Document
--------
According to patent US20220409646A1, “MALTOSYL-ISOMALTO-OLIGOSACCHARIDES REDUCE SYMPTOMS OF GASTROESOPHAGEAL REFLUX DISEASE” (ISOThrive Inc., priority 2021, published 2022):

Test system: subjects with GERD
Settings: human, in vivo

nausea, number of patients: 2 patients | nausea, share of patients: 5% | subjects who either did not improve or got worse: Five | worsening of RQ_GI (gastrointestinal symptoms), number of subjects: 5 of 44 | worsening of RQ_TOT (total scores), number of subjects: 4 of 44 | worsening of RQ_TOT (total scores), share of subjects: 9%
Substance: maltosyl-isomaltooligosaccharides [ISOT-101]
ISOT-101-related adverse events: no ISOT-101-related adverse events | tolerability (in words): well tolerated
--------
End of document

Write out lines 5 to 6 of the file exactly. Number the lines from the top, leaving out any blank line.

Substance: maltosyl-isomaltooligosaccharides [ISOT-101]
ISOT-101-related adverse events: no ISOT-101-related adverse events | tolerability (in words): well tolerated